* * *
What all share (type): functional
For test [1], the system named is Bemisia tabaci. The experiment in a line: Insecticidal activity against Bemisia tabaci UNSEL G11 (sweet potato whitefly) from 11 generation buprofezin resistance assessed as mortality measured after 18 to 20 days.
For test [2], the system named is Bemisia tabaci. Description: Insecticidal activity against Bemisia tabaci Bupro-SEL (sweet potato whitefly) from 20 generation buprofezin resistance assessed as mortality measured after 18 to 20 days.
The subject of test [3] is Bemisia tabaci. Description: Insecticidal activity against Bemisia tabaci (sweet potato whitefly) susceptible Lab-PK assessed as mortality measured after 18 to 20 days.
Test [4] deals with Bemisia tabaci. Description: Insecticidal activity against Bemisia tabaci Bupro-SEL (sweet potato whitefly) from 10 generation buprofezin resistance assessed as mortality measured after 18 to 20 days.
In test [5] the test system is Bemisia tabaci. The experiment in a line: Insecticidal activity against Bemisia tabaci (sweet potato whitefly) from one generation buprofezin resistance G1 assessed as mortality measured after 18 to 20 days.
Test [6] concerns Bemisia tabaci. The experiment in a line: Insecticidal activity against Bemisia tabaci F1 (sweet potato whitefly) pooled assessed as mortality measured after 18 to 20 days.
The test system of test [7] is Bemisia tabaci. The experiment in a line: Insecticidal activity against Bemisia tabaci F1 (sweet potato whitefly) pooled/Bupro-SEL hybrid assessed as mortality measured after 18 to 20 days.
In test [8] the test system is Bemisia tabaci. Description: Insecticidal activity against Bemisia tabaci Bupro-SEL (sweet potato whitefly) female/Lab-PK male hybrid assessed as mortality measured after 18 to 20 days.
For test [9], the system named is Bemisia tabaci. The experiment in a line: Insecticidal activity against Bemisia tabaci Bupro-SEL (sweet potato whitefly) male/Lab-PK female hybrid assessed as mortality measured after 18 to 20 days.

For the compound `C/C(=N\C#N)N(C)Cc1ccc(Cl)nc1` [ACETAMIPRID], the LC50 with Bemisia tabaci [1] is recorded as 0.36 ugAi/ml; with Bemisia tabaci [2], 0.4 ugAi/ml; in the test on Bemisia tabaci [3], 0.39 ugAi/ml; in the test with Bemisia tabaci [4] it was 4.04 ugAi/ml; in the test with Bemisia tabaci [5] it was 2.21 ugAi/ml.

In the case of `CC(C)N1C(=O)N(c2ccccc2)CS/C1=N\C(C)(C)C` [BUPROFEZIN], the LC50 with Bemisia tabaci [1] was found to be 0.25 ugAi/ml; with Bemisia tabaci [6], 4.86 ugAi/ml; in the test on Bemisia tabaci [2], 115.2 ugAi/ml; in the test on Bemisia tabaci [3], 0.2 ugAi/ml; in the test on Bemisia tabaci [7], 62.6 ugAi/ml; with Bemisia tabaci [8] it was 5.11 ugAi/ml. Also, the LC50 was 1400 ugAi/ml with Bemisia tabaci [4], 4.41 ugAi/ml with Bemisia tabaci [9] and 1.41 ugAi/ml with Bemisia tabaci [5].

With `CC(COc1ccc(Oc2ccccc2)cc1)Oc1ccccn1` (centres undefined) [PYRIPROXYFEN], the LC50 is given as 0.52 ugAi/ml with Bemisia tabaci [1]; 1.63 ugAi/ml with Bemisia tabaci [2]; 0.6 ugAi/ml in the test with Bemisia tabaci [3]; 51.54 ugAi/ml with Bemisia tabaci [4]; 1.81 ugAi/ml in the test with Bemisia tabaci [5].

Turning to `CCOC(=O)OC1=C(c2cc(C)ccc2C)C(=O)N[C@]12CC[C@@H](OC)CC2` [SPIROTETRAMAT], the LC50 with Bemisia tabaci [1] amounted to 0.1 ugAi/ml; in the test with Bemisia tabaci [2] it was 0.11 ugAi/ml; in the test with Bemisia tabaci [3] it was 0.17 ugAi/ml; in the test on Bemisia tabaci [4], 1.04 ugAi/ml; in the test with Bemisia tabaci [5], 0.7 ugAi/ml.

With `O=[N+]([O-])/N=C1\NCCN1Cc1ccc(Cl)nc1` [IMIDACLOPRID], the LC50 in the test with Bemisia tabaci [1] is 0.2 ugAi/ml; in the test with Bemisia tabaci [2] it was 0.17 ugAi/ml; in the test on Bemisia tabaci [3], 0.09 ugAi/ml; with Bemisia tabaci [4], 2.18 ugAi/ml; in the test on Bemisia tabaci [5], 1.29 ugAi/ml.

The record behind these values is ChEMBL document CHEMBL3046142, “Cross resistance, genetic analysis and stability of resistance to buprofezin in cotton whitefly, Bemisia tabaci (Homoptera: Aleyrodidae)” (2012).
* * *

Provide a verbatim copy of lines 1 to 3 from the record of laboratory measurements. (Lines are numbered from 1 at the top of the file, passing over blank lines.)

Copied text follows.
What all share (type): functional
For test [1], the system named is Bemisia tabaci. The experiment in a line: Insecticidal activity against Bemisia tabaci UNSEL G11 (sweet potato whitefly) from 11 generation buprofezin resistance assessed as mortality measured after 18 to 20 days.
For test [2], the system named is Bemisia tabaci. Description: Insecticidal activity against Bemisia tabaci Bupro-SEL (sweet potato whitefly) from 20 generation buprofezin resistance assessed as mortality measured after 18 to 20 days.